DAVID HAIG: My work over the last decade or so has been principally concerned with conflicts within the individual organism. In a lot of evolutionary biology, the implicit metaphor is that the organism is a machine or, more specifically, a fitness-maximizing computer trying to solve some problem. Maximizing fitness is analogous to maximizing a utility function in economics. I'm interested in situations where there are conflicts within the individual, in which different agents within the self have different fitness functions, as well as the internal politics resulting from those conflicts of interest.

The area to which I've given the greatest attention is a new phenomenon in molecular biology called genomic imprinting, which is a situation in which a DNA sequence can have conditional behavior depending on whether it is maternally inherited—coming from an egg—or paternally inherited—coming through a sperm. The phenomenon is called imprinting because the basic idea is that there is some imprint that is put on the DNA in the mother's ovary or in the father's testes which marks that DNA as being maternal or paternal, and influences its pattern of expression—what the gene does in the next generation in both male and female offspring.

This is a complicated process because the imprint can be erased and reset. For example, the maternal genes in my body when I pass them on to my children are going to be paternal genes having paternal behavior. If my daughter passes on paternal genes to her children, even though she got the gene as a paternal gene from me it would be a maternal gene to her own offspring. Molecular biologists are particularly interested in understanding the nature of these imprints, and how it is possible to modify DNA in some way that is heritable but can then be reset. My own interest has been understanding why such odd behavior should evolve. I've been trying to find situations in which what is best for genes of maternal origin is different from what maximizes the fitness of genes of paternal origin.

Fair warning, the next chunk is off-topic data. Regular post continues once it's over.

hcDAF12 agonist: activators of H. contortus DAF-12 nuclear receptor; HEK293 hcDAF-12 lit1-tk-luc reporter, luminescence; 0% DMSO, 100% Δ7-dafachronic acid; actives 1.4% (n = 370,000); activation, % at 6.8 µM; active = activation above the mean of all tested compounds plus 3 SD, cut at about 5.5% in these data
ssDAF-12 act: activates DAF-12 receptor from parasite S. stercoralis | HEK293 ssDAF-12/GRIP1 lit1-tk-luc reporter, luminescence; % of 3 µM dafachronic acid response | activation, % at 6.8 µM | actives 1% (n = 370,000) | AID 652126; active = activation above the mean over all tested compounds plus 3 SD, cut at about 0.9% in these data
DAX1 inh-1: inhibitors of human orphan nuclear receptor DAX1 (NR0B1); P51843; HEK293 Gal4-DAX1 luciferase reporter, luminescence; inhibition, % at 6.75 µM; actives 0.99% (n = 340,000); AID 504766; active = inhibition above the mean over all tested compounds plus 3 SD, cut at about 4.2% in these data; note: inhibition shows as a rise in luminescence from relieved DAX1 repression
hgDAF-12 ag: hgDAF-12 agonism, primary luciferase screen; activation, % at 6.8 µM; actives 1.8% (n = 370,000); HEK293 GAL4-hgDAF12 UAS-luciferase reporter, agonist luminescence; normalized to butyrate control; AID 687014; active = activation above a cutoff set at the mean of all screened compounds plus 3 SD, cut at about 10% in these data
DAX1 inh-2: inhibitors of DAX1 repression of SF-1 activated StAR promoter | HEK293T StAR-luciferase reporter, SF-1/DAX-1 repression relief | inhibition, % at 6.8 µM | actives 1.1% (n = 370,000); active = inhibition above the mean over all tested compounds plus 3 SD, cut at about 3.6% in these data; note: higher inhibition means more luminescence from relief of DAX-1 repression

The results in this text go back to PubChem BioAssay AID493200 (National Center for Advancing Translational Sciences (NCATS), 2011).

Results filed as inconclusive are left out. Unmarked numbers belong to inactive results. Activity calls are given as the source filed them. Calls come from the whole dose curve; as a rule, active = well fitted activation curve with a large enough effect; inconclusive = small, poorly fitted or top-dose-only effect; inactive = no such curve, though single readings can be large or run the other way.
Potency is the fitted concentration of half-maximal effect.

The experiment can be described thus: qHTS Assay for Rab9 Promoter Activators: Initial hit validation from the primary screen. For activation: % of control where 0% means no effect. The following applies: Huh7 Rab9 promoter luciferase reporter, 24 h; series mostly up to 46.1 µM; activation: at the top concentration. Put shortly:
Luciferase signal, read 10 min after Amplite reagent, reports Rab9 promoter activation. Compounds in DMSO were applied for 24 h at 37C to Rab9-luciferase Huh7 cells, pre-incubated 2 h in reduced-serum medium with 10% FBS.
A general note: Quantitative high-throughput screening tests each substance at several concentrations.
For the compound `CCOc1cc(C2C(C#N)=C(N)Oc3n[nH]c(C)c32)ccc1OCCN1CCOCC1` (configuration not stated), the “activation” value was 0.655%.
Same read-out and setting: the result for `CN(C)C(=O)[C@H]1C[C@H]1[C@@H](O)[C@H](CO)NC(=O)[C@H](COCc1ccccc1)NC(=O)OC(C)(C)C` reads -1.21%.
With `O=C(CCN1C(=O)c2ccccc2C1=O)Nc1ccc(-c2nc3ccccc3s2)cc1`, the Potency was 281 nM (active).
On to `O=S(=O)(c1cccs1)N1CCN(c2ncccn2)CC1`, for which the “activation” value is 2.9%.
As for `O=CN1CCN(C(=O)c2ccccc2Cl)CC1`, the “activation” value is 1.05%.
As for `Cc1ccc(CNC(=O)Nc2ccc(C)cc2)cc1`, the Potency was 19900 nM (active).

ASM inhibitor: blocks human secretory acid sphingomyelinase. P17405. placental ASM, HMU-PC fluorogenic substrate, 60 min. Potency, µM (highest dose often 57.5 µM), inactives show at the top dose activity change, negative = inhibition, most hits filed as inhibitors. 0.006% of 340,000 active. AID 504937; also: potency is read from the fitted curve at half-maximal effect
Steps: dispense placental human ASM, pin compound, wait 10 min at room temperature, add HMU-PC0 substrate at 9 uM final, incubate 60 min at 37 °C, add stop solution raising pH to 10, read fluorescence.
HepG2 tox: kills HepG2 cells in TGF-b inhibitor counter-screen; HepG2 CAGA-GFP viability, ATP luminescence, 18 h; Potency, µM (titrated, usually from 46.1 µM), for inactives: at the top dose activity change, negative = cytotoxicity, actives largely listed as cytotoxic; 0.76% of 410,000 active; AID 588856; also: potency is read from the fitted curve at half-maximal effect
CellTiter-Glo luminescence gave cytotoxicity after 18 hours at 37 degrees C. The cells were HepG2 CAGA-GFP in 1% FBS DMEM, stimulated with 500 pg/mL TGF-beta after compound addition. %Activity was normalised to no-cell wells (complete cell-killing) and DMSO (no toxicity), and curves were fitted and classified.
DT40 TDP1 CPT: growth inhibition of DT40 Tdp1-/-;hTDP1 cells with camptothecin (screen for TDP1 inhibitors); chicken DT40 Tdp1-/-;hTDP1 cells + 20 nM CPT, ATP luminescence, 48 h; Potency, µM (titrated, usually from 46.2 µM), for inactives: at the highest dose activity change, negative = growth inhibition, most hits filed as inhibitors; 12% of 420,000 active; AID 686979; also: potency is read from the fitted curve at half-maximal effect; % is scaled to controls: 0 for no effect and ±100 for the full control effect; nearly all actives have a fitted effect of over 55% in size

The best way to understand the underlying theory is with a famous anecdote accredited to J.B.S. Haldane, the great British geneticist, who is said to have claimed that he would give his life to save more than two drowning brothers or more than eight drowning cousins. The logic is that if Haldane is only concerned with transmitting his genes to future generations, this is the right thing to do. On average, a gene in his body has one chance in two of being present in a brother. If he sacrificed the copy of a gene in his body to rescue three brothers, on average he'd be rescuing one and a half copies of the gene in his three brothers; placing him ahead in the genetic accounting. But when it comes to cousins, each only has one chance in eight of carrying a random gene in Haldane's body. To benefit from the sacrifice of one copy of a gene in himself, he needs to rescue nine or more cousins. This was formalized by Bill Hamilton in his theory of inclusive fitness.

My theory can be illustrated by rephrasing Haldane's question and asking: Would Haldane sacrifice his life for three half-brothers? For the sake of the story let's say that these are his maternal half-brothers—offspring of his mother but with different fathers. The traditional answer to that question is no, because if you pick a random gene in Haldane, it's got one chance in four of being present in a half-brother. Thus, a random gene would have an expectation of rescuing three quarters of a copy—three times one quarter—for the loss of one copy in Haldane. However, if imprinting is possible, genes may have information about their parental origin, and this can change the accounting.

Previous Page 1 2 3 4 5 6 Next